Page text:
Formula One (F1) will call off the next two races in Bahrain and Vietnam after the cancellation of Sunday's Australian season-opener due to the coronavirus outbreak, multiple F1 sources told Reuters on Friday.
Bahrain's March 22 race, the second on the calendar, was already scheduled to be run without spectators under floodlights at the Sakhir circuit.
Vietnam's first F1 Grand Prix (GP) was scheduled for April 5 on the streets of Hanoi as the third round of the season.
Sources said F1, which has already postponed the April 19 Chinese GP, was set to make an official announcement later.
Vietnam at least was set to be postponed, rather than cancelled.
There was no comment from the race promoters or F1.
"It’s difficult to see how teams will go to Bahrain," Red Bull team principal Christian Horner told reporters in Melbourne on Friday.
The Australian F1 GP was cancelled on Friday because of the coronavirus outbreak only hours before the first practice session was scheduled to get under way at Albert Park.
McLaren had already announced they would not be racing after an employee tested positive for the virus and champions Mercedes then called for a cancellation.
The fourth race on the calendar is scheduled to be the Dutch GP at Zandvoort on May 3, a home GP for Red Bull's Max Verstappen, but the season could start even later than that.
A ban is already in force in the Netherlands on gatherings of more than 100 people.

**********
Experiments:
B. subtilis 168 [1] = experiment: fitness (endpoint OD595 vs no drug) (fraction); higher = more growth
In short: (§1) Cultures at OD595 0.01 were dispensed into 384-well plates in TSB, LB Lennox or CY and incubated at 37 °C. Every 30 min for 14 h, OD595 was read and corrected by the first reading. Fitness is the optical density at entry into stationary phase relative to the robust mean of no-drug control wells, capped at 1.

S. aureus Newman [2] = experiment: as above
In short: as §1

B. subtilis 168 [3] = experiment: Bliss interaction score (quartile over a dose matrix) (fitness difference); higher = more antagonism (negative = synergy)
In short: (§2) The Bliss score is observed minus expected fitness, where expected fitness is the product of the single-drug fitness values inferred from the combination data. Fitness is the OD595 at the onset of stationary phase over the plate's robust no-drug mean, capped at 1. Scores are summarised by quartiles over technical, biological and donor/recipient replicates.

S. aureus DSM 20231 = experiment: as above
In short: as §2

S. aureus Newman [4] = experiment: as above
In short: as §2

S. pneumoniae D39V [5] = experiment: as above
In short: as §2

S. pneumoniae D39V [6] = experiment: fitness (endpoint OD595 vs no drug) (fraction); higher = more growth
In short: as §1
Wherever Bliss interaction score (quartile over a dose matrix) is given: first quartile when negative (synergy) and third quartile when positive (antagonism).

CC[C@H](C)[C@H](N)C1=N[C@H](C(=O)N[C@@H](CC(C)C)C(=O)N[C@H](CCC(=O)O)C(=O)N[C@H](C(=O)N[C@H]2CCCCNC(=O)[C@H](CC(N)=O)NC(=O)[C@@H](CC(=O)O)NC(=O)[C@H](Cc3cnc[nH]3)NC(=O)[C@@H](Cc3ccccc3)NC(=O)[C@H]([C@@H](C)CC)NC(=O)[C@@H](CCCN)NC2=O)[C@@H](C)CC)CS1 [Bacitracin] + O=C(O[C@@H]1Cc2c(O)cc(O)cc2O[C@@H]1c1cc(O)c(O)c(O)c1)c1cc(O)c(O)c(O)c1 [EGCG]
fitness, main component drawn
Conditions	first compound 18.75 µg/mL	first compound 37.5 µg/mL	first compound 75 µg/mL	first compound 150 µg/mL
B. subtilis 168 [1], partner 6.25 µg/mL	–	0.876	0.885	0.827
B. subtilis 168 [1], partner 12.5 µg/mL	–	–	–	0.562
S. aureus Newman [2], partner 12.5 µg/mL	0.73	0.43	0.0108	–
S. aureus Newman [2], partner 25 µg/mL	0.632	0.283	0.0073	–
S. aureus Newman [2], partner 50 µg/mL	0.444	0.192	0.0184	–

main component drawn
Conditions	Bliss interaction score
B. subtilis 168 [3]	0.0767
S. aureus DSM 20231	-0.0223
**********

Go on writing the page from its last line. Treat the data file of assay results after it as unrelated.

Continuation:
"Maybe we take a hiatus, we take a pause," F1 motorsport managing director Ross Brawn told Sky Sports television after the Australian GP cancellation.
"And we use that opportunity to say 'right, for this time at the beginning of the year we won't have any races. We'll look at relocating those races later in the year.
"And I think by freeing up the August break we give ourselves several weekends when we could have a race and I think we can build a pretty decent calendar for the rest of the year. It will look different."
F1's planned August break runs from the August 2 Hungarian GP to the Belgium GP on August 30.
There is some scope to squeeze races into weekends later in the year, with a gap between Brazil and the Abu Dhabi season-ender in November that could be stretched further if the final race is pushed into December.
The cancellation of races is a major concern for teams, whose budgets depend on a share of the sport's revenues, and F1's US-based commercial rights holders Liberty Media.
"The teams survive on their funding from races. So this will have an impact on the teams' budgets for the future," said Brawn.
"It will have an impact on our economics as a company. Each race you lose, then it has an impact."
F1's 2020 calendar was supposed to be a record 22 races, with Vietnam and the Netherlands coming in and Germany departing.